John J. Nance is visiting UT’s Health Science Campus right now, and I’m so glad that he’s here!
Nance is a best-selling author and well-known international advocate of crew resource management and expanded human performance training. He speaks to a wide variety of audiences, including medical professionals, and he is a founding board member of the National Patient Safety Foundation, a not-for-profit organization with a mission, simply put, “to improve the safety of patients.”
Nance’s book, “Why Hospitals Should Fly – The Ultimate Flight Plan to Patient Safety and Quality Care,” outlines the barriers to better practices within hospitals, using analogies to flight as examples.
He spoke to UT physicians and administrators last night, and I was lucky enough to also be a part of the audience.
Nance talked very pointedly about what he sees as a health-care cultural barrier to patient safety – absence of the assumption of human error.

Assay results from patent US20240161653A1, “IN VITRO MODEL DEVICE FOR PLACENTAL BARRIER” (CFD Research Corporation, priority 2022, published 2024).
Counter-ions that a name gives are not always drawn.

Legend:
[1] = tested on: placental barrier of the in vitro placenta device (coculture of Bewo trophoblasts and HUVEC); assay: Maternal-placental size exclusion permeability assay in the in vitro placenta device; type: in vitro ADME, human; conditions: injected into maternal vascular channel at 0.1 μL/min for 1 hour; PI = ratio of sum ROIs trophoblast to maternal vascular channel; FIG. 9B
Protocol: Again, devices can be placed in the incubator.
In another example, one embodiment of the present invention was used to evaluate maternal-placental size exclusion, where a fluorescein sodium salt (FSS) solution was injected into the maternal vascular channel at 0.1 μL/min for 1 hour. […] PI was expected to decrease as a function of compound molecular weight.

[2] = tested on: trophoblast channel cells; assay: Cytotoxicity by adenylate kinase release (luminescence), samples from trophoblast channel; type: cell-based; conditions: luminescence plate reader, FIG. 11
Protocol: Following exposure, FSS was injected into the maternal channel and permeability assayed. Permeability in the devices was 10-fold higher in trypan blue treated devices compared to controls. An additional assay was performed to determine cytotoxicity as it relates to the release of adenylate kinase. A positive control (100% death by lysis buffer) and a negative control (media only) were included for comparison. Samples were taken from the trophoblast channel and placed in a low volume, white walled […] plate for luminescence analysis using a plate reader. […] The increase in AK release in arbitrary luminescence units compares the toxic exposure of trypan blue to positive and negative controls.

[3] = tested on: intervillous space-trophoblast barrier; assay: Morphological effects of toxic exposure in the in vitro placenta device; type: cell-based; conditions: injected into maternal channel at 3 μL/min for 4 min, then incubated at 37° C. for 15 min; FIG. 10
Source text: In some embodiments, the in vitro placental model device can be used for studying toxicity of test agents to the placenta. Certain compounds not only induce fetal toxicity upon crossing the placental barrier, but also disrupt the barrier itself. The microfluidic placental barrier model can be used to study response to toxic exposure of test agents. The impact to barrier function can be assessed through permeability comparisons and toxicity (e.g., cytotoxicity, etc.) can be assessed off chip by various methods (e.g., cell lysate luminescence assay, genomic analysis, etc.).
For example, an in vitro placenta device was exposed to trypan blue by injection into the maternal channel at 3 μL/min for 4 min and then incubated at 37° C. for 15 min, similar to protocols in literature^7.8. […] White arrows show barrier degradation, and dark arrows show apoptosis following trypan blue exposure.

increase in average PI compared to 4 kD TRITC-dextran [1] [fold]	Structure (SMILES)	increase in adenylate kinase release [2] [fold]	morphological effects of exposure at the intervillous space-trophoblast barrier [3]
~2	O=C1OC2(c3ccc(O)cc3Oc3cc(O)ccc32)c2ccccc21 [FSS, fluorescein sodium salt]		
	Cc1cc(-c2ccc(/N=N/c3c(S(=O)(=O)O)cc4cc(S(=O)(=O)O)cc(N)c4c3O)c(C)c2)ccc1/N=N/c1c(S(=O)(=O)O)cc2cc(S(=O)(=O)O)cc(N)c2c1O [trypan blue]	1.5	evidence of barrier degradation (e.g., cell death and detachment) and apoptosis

Humans are not perfect. Period.
UTMC has a lot of brilliant, talented humans taking care of patients, but none of them are perfect.
Nance is challenging everyone who delivers health care to actually embrace that fact. He is challenging doctors, nurses, techs and everyone else taking care of a patient to work as a team, not as a group with a commander who isn’t to be questioned and followers who stay silent and follow orders.
This journal feeds both to a Web site for UT faculty, staff and students, and to UTMC’s public Web site, so I have a challenge for all of you…
Regardless of whether you’re a physician, a nurse or a patient receiving care, each of you is part of that health care team. If you have a concern, a question, or something in your gut just doesn’t feel right, you have a responsibility to speak up. As Nance said last night, “If you see it, you own it.”
Even if, in the end, your concern is unfounded, I think a patient would rather it be checked, don’t you?